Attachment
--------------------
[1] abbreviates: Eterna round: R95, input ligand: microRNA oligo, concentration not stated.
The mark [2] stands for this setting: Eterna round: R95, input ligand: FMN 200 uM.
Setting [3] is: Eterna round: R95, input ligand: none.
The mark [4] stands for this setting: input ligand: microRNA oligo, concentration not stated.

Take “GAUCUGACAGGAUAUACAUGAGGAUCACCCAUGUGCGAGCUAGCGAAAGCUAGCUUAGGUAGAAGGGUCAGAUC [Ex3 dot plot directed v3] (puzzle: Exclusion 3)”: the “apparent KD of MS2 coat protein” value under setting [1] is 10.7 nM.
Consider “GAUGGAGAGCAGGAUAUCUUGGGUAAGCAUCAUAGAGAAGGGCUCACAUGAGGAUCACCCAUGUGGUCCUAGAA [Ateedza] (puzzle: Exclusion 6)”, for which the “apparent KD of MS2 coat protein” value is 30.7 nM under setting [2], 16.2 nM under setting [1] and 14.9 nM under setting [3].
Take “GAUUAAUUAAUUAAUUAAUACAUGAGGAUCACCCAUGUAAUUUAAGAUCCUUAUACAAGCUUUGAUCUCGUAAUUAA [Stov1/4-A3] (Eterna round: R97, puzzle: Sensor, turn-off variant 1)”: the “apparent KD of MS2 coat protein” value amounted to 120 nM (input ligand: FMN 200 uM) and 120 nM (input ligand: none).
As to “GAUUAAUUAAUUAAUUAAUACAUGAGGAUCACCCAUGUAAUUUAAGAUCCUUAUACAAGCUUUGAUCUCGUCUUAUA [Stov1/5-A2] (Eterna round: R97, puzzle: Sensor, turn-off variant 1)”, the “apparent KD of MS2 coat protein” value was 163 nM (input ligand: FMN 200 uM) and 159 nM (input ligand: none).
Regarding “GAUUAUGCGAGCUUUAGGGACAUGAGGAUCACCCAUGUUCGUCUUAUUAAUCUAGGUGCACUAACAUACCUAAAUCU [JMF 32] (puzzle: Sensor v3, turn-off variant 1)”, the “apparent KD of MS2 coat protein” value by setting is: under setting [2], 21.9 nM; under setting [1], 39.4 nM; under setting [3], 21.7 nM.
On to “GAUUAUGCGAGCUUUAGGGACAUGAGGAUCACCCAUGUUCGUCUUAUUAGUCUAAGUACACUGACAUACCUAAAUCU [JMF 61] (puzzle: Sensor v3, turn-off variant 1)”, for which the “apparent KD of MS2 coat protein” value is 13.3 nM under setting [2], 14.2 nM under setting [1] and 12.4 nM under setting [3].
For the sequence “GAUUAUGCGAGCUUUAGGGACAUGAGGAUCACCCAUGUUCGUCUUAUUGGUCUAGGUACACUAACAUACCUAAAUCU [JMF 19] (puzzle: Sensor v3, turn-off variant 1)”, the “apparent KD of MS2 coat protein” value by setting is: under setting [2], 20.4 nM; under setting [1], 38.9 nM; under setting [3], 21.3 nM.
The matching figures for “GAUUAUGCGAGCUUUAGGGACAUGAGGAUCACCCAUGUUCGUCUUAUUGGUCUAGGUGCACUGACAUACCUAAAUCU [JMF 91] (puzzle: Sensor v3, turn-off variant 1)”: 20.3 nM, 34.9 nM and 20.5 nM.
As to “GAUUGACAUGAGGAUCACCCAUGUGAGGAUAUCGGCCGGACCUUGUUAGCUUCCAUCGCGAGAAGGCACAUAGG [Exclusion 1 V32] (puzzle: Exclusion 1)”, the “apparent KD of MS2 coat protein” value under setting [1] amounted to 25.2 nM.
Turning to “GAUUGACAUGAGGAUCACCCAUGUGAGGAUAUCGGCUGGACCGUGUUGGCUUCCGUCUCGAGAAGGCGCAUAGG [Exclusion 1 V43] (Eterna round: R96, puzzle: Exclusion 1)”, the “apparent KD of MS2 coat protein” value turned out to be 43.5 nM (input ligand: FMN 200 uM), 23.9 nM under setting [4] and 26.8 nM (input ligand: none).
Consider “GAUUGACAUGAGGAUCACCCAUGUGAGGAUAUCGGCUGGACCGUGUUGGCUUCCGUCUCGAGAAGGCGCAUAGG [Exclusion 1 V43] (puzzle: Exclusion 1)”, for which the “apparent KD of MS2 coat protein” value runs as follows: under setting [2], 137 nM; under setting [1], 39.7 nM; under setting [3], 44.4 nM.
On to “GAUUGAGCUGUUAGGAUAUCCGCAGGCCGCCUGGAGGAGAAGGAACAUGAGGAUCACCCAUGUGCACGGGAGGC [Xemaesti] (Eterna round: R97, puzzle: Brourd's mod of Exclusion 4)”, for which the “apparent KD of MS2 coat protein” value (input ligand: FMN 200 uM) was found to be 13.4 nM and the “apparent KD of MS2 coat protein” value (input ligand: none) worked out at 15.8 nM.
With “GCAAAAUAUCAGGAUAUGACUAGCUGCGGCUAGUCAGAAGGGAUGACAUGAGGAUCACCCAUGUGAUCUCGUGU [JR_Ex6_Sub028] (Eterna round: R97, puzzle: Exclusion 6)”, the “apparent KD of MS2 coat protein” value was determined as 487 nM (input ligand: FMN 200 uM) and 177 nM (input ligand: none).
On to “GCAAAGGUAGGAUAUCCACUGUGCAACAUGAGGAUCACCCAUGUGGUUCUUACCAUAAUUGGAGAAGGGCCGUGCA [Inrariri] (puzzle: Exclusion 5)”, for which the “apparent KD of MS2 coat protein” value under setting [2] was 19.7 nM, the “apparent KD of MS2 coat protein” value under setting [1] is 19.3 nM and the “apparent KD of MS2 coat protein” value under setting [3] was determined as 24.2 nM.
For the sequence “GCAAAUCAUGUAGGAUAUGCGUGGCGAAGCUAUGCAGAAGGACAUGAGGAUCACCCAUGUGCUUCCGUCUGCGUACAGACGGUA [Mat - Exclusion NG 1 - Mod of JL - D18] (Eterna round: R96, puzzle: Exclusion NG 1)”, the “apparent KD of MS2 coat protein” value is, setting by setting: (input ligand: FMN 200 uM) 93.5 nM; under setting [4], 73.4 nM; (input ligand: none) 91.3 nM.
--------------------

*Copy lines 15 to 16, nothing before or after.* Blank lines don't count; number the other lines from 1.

Consider “GAUUGACAUGAGGAUCACCCAUGUGAGGAUAUCGGCUGGACCGUGUUGGCUUCCGUCUCGAGAAGGCGCAUAGG [Exclusion 1 V43] (puzzle: Exclusion 1)”, for which the “apparent KD of MS2 coat protein” value runs as follows: under setting [2], 137 nM; under setting [1], 39.7 nM; under setting [3], 44.4 nM.
On to “GAUUGAGCUGUUAGGAUAUCCGCAGGCCGCCUGGAGGAGAAGGAACAUGAGGAUCACCCAUGUGCACGGGAGGC [Xemaesti] (Eterna round: R97, puzzle: Brourd's mod of Exclusion 4)”, for which the “apparent KD of MS2 coat protein” value (input ligand: FMN 200 uM) was found to be 13.4 nM and the “apparent KD of MS2 coat protein” value (input ligand: none) worked out at 15.8 nM.